Has there ever been a more frightening time to be a parent?

There’s no question, the advancements we see in technology every day are truly amazing and in most cases are enhancing our lives for the better. But with these developments come risks and that cannot be truer than when it comes to cyberbullying. I worry where this will be in a years to come when my children will be using social media independently.

A child’s privacy from their parents was once restricted to a ‘Keep Out’ sign on their bedroom door. But now this extends to their digital lives too where parents are mostly unaware of their online activity despite having unprecedented access to conversations with strangers anywhere in the world.

At school, eagle-eyed teachers could once spot bullying in the corner of the playground. But the invisible flow of messages between pupils via phones and social means that cyberbullying has become extremely difficult for teachers and parents to detect and monitor.

But technology is now catching up with the very problems it has created – to the relief of anybody responsible for a child’s safety and well-being.

To mark this year’s Stop Cyberbullying Day (Friday 17 June), anti-bullying charity Bullies Out has partnered with data analytics firm Online Them to raise awareness of the risks of cyberbullying and what parents can do to spot the warning signs in time. Online Them are offering parents a one month free trial too. 

Monitoring software such as Online Them enables parents and teachers to keep an eye on children’s online activities and highlight any causes for concern. Any monitoring of online activity tends to spark handwringing sermons about the right to privacy. But this is not another example of Big Brother clipping the wings of youngsters trying to explore the world and all the opportunities that brings. Nor does it give parents and teachers free reign to spy on children.

Tools using Artificial Intelligence and Natural Language Processing can identify and highlight anything of concern or unusual to an individual child such as social media posts containing adult content, or mentions of crime, as well as flagging any new friends in countries outside the UK and a rank of who a child is interacting with most on social media. This is done on a consent-only basis, meaning a child has to agree to the use of software to monitor their high-level social media use. Consent can be given easily and quickly via an email invitation – all they have to do is click the attached link and authorize access to their Twitter, Facebook, and Instagram accounts. They can connect all three accounts or just one or two.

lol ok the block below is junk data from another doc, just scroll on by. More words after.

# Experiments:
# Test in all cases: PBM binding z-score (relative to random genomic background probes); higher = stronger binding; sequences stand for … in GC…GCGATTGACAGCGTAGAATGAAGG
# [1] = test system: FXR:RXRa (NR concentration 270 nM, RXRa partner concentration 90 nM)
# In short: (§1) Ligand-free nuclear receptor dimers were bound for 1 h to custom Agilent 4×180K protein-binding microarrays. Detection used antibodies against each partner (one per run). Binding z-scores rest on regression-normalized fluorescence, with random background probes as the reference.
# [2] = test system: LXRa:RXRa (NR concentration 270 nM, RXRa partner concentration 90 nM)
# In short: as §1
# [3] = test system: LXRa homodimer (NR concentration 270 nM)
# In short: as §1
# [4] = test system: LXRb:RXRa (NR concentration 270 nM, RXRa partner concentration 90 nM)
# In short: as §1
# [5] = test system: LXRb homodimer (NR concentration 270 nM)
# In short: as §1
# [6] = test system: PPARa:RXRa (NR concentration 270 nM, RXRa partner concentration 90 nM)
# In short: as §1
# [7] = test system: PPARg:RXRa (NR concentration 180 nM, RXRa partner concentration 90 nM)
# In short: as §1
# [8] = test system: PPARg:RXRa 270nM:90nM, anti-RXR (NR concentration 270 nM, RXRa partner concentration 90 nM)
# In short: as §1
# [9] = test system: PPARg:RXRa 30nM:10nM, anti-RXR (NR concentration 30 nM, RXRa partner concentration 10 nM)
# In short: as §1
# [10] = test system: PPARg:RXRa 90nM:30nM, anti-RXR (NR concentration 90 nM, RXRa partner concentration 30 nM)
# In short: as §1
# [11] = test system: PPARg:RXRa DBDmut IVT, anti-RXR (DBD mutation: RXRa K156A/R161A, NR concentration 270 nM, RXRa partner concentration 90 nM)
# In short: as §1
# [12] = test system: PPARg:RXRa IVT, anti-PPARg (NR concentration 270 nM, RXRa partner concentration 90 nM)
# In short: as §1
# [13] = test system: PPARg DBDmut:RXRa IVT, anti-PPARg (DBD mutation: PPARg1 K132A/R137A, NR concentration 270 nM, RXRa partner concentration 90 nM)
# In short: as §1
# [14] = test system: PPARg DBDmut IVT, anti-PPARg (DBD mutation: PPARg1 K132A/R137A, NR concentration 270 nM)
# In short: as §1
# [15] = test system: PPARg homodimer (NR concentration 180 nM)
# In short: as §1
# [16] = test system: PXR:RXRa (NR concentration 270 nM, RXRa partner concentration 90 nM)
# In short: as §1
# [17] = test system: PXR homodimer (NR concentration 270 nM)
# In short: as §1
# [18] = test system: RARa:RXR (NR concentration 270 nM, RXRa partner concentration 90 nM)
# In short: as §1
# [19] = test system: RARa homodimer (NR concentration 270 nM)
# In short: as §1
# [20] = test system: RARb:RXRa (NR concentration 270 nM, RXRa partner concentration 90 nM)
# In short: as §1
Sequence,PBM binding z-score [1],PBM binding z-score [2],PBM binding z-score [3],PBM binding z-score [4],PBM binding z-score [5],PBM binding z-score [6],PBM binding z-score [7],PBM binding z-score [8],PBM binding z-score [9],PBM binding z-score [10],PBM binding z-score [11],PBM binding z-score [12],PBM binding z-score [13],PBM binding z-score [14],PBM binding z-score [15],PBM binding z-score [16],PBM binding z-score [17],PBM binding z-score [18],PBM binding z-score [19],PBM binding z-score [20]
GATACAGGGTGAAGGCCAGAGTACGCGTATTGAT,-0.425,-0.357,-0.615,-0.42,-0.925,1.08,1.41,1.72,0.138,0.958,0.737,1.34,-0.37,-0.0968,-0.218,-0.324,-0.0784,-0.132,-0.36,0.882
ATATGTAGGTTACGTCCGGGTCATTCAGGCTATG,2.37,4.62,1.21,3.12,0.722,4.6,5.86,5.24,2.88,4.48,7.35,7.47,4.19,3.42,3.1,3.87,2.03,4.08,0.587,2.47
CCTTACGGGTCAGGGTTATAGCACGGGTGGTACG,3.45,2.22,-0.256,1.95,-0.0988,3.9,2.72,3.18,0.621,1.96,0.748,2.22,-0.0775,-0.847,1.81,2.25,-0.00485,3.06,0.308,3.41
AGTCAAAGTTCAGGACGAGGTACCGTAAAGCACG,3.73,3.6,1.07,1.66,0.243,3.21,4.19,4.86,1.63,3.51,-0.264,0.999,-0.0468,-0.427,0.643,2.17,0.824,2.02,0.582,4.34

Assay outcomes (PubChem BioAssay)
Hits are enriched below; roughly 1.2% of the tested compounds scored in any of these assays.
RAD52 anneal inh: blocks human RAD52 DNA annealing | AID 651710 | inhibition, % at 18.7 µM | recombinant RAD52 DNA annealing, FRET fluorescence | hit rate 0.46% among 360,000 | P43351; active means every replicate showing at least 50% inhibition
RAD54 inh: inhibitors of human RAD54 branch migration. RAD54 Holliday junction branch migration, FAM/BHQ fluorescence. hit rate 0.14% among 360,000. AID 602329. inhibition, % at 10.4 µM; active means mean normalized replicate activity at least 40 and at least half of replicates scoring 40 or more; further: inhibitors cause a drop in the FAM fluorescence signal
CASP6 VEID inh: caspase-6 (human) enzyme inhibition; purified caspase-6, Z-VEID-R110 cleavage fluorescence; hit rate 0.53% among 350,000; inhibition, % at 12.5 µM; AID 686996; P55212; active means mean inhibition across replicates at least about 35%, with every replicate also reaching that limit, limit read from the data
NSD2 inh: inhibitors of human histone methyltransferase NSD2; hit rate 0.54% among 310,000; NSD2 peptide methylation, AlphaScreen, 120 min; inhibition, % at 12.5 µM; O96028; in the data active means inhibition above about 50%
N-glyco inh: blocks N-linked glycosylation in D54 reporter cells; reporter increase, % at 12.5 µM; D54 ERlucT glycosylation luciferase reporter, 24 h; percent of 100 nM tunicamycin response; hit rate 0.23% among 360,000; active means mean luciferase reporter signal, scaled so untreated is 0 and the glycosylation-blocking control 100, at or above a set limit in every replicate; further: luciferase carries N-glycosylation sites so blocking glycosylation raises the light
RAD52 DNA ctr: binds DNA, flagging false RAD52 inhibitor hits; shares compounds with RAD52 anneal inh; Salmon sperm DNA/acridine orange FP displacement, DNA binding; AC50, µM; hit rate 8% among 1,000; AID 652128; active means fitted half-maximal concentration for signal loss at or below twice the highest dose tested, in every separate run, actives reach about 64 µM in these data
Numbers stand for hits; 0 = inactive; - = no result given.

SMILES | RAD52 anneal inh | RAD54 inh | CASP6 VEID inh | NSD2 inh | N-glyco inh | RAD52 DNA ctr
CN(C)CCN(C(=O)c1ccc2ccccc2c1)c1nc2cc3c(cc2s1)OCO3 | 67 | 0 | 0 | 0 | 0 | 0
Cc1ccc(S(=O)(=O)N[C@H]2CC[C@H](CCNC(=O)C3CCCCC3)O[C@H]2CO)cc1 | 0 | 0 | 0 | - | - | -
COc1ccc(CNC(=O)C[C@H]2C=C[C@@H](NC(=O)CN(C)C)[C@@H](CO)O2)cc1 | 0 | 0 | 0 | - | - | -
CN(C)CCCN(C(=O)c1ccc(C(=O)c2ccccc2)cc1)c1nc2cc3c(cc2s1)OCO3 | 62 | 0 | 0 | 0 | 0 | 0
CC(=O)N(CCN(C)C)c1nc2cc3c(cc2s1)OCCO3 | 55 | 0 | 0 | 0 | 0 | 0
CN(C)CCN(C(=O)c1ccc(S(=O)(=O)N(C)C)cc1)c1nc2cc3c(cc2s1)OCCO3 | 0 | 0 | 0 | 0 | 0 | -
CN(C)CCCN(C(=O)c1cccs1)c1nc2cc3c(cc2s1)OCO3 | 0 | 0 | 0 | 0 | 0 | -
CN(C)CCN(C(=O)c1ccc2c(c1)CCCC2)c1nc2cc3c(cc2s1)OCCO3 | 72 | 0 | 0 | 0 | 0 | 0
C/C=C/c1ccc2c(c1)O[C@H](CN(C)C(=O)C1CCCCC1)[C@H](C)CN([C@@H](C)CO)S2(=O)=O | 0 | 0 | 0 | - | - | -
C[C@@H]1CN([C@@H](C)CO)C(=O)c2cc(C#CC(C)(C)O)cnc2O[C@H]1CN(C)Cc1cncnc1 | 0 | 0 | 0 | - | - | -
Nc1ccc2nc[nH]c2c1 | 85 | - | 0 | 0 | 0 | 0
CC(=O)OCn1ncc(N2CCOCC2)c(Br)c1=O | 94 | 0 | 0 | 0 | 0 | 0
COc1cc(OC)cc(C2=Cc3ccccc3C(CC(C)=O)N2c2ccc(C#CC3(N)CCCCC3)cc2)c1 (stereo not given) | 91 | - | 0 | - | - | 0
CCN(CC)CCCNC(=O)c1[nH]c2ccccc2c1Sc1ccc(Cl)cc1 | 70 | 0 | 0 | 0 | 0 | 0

Monitoring tools present a great way to hold a child’s hand as they enter the world of social media. Parents and teachers can both use these tools to safeguard children in a low-maintenance and non-intrusive way.

Just like learning to walk or talk, taking the first steps online requires guidance to ensure that children understand what is, and what is not, appropriate to post online by either them or their friends. So, whether a child is on Facebook at home or tweeting at break-time, alerts provided by the monitoring software mean that teachers and parents can maintain their roles as guardians, while allowing children to have a space to talk to their friends without the fear of being spied on and to explore the world around them online.

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